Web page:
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As consumers’ whims continue to evolve in the pandemic recovery, many companies that once enjoyed high-highs are feeling the sting of low-lows. That is especially true for the exercise bike company Peloton, which reported a $1.2 billion quarterly loss on Thursday — its sixth straight quarter of losses. After a pandemic boom, Peloton is now among the many retailers struggling to sell excess inventory. But its stationary bikes, priced at $1,445 and now available on Amazon, may still be a hard sell: Other earnings reports, like those from Dollar General and Dollar Tree this week, pointed to more cautious consumer spending. The two companies, the largest dollar-store chains in the country, posted higher sales and profits in their latest quarter as inflation eats into Americans’ budgets. In the past year, a majority of new customers shopping at Dollar Tree earned at least $80,000 annually, according to the company’s chief executive — a sign that even higher earners are looking for bargains.
After extending the student loan pause several times, President Biden this week announced that the federal government would cancel $10,000 in federal student loans for millions of people. The plan has its caveats: Only individuals who are single and earn under $125,000 qualify for the $10,000 in debt cancellation. Those who meet these income requirements and received a Pell Grant may qualify for an additional $10,000 in cancellation. (He also extended the pause on student loan payments again, until at least January.) The move was celebrated by labor advocates and the president’s progressive base, but it has already set off a contentious debate in Congress, with some Republican members saying it’s “unfair” that some had to pay off student debt while others will have it canceled. And because it came by way of an executive order, the policy is likely to face legal challenges.
Jerome H. Powell, the Federal Reserve chair, did not have comforting words for investors on Friday. At the highly anticipated annual conference near Jackson, Wyo. Mr. Powell said that the central bank must continue to raise interest rates to bring rapidly rising prices under control and prevent them from claiming a more permanent hold on the economy. The Fed’s campaign could “bring some pain to households and businesses,” he warned. It remains unclear, however, what kind of rate increase Fed policymakers may be considering for their meeting next month, and Mr. Powell said they would weigh incoming economic data to decide whether to make a third three-quarter-point increase. The same day as Mr. Powell’s speech, Personal Consumption Expenditures, the Fed’s preferred inflation gauge, showed prices falling on a monthly basis in July.
The jobs report last month was shocking to many: The economy added 528,000 jobs in July, more than doubling widespread expectations. That number complicated a narrative about the Fed beginning to succeed in its efforts to cool down the economy, which appeared to be at odds with a still-booming labor market. It has also introduced more uncertainty about what jobs data for August will show. Forecasters expect a significant slowdown, with about 270,000 jobs added. Economists say job growth will have to decelerate at some point, given the Fed’s large interest rate increases and other signs of a slowing economy. Still, it is becoming increasingly normal to get mixed messages about the direction of the economy. For example: The gross domestic product declined for the last two quarters — one commonly accepted indicator of a recession — but gross domestic income grew, a perplexing sign that the economy is in good health.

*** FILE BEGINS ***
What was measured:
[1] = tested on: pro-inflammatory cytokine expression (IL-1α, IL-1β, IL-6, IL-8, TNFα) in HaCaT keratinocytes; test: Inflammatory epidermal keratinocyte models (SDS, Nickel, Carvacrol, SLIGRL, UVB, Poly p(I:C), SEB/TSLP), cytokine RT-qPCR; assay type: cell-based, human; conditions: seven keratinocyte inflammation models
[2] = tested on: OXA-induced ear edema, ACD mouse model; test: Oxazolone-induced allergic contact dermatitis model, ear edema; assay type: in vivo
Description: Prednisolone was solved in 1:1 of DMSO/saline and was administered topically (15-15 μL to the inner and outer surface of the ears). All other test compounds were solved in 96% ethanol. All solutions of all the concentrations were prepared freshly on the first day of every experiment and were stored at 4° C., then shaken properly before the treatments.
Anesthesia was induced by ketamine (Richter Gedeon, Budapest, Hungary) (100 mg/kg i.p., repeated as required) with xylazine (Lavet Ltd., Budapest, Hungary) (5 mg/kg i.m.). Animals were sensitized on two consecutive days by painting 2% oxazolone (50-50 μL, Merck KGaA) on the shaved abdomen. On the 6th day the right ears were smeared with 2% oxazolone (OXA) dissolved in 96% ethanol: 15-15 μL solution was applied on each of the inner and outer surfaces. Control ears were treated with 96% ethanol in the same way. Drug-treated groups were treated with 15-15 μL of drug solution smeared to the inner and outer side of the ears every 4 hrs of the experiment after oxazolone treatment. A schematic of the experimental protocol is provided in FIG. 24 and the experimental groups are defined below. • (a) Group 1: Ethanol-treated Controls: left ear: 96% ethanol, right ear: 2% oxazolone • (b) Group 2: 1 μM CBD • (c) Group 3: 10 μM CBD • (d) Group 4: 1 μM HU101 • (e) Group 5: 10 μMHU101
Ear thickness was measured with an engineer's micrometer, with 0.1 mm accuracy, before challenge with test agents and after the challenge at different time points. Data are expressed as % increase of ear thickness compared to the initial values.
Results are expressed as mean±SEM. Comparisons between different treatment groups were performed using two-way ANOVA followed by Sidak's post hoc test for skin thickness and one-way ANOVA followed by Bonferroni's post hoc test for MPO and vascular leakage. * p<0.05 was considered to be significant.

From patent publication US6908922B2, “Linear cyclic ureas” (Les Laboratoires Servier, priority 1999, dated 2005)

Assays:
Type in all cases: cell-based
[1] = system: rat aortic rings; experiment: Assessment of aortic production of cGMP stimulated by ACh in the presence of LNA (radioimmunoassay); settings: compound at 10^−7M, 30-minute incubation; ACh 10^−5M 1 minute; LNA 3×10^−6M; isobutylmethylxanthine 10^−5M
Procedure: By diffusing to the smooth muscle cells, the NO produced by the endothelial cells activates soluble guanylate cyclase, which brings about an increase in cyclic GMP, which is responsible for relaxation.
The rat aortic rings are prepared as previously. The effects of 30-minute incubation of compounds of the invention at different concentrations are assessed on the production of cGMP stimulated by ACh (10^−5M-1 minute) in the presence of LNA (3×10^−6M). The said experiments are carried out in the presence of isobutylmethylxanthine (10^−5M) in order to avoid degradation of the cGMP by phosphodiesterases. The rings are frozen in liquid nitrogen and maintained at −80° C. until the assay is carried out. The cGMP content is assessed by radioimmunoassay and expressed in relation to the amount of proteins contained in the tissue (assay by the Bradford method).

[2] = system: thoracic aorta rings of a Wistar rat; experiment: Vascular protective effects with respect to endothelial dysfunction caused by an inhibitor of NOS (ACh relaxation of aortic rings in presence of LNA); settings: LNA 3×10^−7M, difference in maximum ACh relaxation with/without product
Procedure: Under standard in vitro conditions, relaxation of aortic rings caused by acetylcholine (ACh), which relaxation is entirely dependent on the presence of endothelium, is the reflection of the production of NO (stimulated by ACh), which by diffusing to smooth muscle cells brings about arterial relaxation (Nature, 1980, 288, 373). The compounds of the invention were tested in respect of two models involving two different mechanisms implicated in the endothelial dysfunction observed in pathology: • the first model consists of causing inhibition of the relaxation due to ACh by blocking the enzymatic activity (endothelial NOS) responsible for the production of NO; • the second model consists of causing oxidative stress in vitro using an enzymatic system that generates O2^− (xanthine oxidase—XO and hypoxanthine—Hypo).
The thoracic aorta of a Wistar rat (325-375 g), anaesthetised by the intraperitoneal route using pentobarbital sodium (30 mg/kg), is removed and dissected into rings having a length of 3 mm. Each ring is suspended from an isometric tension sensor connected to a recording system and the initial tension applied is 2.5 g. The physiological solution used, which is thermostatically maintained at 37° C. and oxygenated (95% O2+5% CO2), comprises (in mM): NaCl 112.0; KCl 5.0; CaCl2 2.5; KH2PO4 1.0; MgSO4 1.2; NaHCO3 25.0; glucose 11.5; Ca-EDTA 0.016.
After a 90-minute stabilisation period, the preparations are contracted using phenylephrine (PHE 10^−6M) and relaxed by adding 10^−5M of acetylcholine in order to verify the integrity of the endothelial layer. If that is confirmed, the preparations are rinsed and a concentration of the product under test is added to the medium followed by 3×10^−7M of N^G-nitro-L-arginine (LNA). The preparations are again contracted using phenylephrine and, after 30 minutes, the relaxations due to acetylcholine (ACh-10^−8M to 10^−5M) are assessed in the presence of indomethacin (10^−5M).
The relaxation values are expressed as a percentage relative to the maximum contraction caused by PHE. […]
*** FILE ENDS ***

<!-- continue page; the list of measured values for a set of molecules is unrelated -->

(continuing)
It is a turbulent time for Bed Bath & Beyond. The retailer was recently at the center of another meme-stock trading frenzy, which sent its share price skyrocketing 360 percent from the start of August through roughly midmonth. But its stock just as quickly came crashing down after the activist investor Ryan Cohen, who five months ago said he was a majority stakeholder in the company, sold out of the retailer. And this is all without getting into Bed Bath & Beyond’s sales, which have been in a prolonged slump. This week, the company will hold an investor call to discuss strategic updates to its business, during which its leaders are expected to announce that it borrowed a multimillion-dollar loan and has used its buybuy Baby unit, which has become the company’s main growth driver, as collateral for a line of credit. Like Peloton, Bed Bath & Beyond was a big winner at the height of the pandemic but has suffered as Covid restrictions have eased.
The eurozone’s Consumer Price Index this week will be closely watched. The last reading showed inflation hitting a record of 8.9 percent, the third consecutive month of price gains, with the soaring energy costs across Europe fueling the blistering pace. No one can say for sure whether the jump last month represented a peak; but many expect economic growth in the eurozone to slow down in the coming months, as the European Central Bank continues to raise interest rates. What could then follow, however, is the potential for a recession.
Electric vehicle automakers are encouraged by California’s new mandate to phase out gasoline cars in the state by 2035 but see challenges ahead. Federal labor regulators have accused Starbucks of discriminating against unionized employees by denying them wage and benefit increases promised to nonunion staff. Amazon said it would shut down Amazon Care just one month after acquiring One Medical, a major competitor to its own health care business.
The Week in Business: Changing Consumer Habits – The New York Times